It's common in subjects that have some version of the "yoga of weights" that you have a functor called "Tate twist" and that the most natural version of it seems like it should be the square of something which obviously doesn't exist. For example, in the category of mixed Hodge structures, there's the natural Tate Hodge structure $\mathbb{Q}(k)$ (which is, for example, the Hodge structure on the top degree of a smooth $k$-dimensional projective variety). You'd like there to be a Hodge structure $\mathbb{Q}(\frac{1}{2})$ such that $\mathbb{Q}(\frac{1}{2})^{\otimes 2k}=\mathbb{Q}(k)$, but there's no way that such a thing could exist in the standard definition of mixed Hodge structures, because Hodge structures of pure odd weight must be even dimensional.

A way of fixing this is suggested by Beilinson, Ginzburg and Soergel - Koszul Duality Patterns in Representation Theory on page 514: in essence, you consider two copies of the category of mixed Hodge structures with one of them formally Tate twisted by $(\frac{1}{2})$.

I was writing a paper that used this idea, and thought of an explanation of this I like quite a bit better, and now am wondering if I'm really the first to have thought of it.

The idea of this: you think of the two vector spaces in MHS as the even and odd parts of a super vector space (i.e. a $\mathbb{Z}/2$-graded vector space). The definition of a Hodge structure on an even vector space is the usual one; the definition of a Hodge structure on a purely odd vector space is the usual one, but now the Hodge filtration is indexed by elements of $\mathbb{Z}+\frac{1}{2}$.

So, for example, $\mathbb{Q}(\frac{1}{2})$ is pure of weight 1, with $F_{-1/2}=\mathbb{C}$ and $F_{1/2}=0$ (with the purity condition being exactly that these guys are transverse).

Has anyone encountered this approach before? Once I saw it, it seemed like obviously the right thing to do.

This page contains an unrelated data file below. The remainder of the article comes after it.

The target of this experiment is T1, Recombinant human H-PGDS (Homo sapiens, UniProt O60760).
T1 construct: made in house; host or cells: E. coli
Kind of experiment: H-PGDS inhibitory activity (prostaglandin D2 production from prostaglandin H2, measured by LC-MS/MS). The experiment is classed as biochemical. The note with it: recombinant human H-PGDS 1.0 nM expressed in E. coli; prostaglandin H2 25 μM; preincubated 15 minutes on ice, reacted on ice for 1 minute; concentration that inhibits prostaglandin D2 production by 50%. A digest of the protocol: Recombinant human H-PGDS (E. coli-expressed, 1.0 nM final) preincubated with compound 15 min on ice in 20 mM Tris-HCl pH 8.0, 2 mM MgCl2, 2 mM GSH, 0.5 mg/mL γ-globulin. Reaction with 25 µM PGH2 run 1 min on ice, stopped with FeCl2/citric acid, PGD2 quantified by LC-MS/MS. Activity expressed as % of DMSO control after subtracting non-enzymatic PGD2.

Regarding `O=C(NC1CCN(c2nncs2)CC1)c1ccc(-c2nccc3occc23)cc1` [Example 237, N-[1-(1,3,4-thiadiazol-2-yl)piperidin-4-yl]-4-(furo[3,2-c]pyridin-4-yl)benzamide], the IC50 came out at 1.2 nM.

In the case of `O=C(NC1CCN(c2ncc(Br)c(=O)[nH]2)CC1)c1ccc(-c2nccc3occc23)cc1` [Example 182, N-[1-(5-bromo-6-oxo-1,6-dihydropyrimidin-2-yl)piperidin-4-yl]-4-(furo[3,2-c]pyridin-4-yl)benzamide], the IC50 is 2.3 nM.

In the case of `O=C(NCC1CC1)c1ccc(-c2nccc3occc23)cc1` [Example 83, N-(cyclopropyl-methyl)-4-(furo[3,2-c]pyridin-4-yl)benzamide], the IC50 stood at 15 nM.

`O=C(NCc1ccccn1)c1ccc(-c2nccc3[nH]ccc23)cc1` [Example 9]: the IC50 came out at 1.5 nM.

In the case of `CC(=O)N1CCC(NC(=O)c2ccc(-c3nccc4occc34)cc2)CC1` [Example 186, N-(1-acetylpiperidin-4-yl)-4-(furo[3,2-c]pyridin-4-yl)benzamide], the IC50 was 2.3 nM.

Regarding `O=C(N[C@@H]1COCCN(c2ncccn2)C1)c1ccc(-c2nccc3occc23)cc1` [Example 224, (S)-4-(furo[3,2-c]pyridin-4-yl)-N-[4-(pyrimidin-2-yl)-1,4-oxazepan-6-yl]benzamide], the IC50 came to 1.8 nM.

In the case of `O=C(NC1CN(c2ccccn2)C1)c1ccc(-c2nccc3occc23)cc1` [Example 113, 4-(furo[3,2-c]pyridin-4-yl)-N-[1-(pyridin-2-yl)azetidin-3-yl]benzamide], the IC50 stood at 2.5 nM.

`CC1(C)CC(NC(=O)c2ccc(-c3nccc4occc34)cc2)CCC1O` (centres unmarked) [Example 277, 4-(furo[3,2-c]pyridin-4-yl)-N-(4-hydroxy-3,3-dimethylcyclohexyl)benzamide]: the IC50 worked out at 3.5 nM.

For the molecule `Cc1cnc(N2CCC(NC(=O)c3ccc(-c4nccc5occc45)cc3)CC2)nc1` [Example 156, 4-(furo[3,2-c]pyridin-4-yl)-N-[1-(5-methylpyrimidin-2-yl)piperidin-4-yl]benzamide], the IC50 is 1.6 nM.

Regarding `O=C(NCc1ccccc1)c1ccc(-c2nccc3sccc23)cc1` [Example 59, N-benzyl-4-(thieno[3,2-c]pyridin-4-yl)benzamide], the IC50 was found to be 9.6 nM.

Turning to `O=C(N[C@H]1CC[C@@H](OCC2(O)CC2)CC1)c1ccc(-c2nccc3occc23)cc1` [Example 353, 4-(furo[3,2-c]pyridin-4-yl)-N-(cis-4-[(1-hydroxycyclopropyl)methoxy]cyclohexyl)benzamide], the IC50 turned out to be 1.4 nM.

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    $\begingroup$ From some points of view (gamma motives and hypergeometric motives) it makes sense to extend even further: to allow Hodge structures to have a "phase" in $[0,1)$, so that usual Hodge structures have phase $0$, your odd Hodge structures have phase $1/2$, but for general phase $s$ the Hodge filtratiion is indexed by elements of $\mathbb{Z}+s$. It's like take some differential equation. Then the space of solutions around the origin is filtered by their growth: if a solution starts with $t^s$ you put it in $F_s$. $\endgroup$ Dec 13, 2021 at 13:13
  • $\begingroup$ @AntonMellit Maybe you had this in mind already, but the ODE story is quite precisely true if you take the corresponding twistor: you take $z^sV[z,z^{-1}]$ as a bundle with flat connection on $\mathbb{C}^*$, and then the two Hodge filtrations tell you how to extend over $0$ and $\infty$. I think you should exactly get what you said about growth rates of flat sections recovering the Hodge filtrations (by construction). Being an honest Hodge structure means you get actual flat sections, rather than multi-valued ones. $\endgroup$
    – Ben Webster
    Dec 13, 2021 at 13:48

2 Answers 2